September 6, 1946 - March 28, 2018
Darryl Warren was born in Covington, KY, the son of a burlesque dancer who moved her family to Chicago when Warren was just an infant. Warren grew up in Uptown and attended Senn High School. He left school at age 15, and worked a variety of jobs in his early years, including caterer, bartender and linoleum salesman. Darryl taught himself to play drums and congas, eventually playing with the iconic Chicago band, The Buckinghams.
In the 1970s, Warren took acting and comedy classes at Chicago's Second City from famed comedic teacher Del Close. Among his classmates was future "Saturday Night Live" star, actor and screenwriter Tim Kazurinsky- who still resides in Evanston and has continued to meet with a motley crew of old friends for breakfast over the past few decades. Kazurinsky remembers Darryl as, "a happy, handsome troubadour. He had a hard upbringing, but he always had a smile on his face and something positive to say about everybody. He was really a sweet man, with a great attitude."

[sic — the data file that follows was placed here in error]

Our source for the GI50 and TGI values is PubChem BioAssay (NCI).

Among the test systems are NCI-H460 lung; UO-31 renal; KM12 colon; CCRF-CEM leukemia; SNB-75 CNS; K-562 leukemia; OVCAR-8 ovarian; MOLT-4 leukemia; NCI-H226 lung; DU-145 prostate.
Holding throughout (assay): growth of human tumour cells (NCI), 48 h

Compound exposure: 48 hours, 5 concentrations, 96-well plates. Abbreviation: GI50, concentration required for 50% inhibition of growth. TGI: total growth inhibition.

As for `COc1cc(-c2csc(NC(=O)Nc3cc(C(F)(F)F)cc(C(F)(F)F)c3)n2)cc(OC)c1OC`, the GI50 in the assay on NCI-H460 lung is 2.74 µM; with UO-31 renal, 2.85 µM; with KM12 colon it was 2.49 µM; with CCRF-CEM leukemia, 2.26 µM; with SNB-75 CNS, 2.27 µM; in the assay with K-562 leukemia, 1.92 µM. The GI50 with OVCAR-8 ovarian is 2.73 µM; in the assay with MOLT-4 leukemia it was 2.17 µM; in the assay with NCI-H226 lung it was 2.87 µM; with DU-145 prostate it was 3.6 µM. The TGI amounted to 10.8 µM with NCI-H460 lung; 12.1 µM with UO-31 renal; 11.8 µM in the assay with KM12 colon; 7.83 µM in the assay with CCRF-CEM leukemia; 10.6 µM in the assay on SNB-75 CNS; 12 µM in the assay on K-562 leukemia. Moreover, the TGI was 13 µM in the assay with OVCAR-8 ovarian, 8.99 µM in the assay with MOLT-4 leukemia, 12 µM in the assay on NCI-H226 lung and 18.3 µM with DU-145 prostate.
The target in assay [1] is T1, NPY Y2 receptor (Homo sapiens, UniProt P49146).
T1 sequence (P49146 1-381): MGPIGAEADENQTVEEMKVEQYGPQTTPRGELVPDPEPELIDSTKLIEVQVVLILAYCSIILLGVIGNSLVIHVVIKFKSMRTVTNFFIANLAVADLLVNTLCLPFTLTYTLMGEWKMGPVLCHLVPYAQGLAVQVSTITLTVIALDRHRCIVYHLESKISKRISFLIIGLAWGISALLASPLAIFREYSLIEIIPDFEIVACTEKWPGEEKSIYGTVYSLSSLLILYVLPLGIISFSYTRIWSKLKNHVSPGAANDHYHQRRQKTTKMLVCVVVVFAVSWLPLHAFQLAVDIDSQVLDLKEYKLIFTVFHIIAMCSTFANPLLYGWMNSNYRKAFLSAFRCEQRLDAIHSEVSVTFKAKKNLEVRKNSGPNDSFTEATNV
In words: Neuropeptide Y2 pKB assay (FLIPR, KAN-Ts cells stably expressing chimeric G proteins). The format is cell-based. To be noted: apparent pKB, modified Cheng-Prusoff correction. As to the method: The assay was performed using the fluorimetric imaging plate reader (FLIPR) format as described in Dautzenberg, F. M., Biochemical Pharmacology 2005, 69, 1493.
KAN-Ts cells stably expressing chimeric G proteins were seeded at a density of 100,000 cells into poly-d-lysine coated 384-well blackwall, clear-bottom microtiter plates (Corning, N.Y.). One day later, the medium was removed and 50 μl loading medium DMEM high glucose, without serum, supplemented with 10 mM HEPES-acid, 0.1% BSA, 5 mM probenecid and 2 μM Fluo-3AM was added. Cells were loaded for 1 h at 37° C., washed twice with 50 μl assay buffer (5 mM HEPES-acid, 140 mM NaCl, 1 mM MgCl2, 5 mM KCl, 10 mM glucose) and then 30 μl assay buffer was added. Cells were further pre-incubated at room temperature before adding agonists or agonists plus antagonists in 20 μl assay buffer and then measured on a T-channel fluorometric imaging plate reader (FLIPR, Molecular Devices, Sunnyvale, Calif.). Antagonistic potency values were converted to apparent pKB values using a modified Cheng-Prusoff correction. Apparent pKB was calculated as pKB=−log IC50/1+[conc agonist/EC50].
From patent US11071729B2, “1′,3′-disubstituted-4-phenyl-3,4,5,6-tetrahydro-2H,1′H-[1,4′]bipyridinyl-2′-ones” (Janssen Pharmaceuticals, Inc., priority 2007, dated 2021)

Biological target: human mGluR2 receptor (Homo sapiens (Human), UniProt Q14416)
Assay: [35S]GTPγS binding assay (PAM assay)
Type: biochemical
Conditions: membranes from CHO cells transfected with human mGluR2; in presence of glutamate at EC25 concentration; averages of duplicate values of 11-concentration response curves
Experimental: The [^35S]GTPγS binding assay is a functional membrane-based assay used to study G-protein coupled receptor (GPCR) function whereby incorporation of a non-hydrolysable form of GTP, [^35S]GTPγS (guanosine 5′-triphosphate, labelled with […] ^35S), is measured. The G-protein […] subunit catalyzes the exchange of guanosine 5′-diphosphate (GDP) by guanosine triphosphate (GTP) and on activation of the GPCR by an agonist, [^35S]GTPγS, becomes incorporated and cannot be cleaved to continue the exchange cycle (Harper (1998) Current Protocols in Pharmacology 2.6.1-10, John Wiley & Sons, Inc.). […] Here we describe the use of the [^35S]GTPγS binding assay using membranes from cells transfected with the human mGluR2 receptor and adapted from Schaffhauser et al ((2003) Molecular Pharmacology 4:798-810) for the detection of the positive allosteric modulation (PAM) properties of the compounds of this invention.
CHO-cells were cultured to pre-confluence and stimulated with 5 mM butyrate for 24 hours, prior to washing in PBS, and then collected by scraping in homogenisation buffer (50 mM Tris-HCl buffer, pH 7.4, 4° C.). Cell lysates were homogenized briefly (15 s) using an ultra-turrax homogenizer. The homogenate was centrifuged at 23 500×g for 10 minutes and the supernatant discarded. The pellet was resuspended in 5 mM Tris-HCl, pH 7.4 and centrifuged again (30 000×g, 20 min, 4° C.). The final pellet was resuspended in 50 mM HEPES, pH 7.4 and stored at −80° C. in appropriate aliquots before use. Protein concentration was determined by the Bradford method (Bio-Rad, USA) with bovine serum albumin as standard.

He was not guy easily labeled. Friend, musician and actor John Garvey, who studied at Second City alongside Warren and later in a comedy troupe with Darryl (the Klein Family) and a band with him called Rio Bamba, remarked, “He was so unique and you couldn't put him in a bag of any kind or a category. I would call him the Miles Davis of humor," Garvey said. "Like Miles Davis, who didn't play a lot of notes, Darryl was a genuine jazz cat in humor. He could always produce a short quip or something comedic that would be simple but very powerful and impactful."
Chicago audiences enjoyed Darryl’s performance in the legendary Chicago play Bleacher Bums (Organic Theater), Moe Green's Other Eye (Annoyance Theatre), Earth on a Platter (Second City) and Happy End (Court Theatre). Warren also appeared in countless TV commercials and modeled in many print ads. Darryl acted in film & TV, including a notable turn as a former priest in the popular 2000 film Return to Me. Warren appeared in the 2008 sports film The Express and had a guest role in an episode of Chicago P.D.
Darryl is survived by his companion, Sally Biagi, and his daughter, Stella.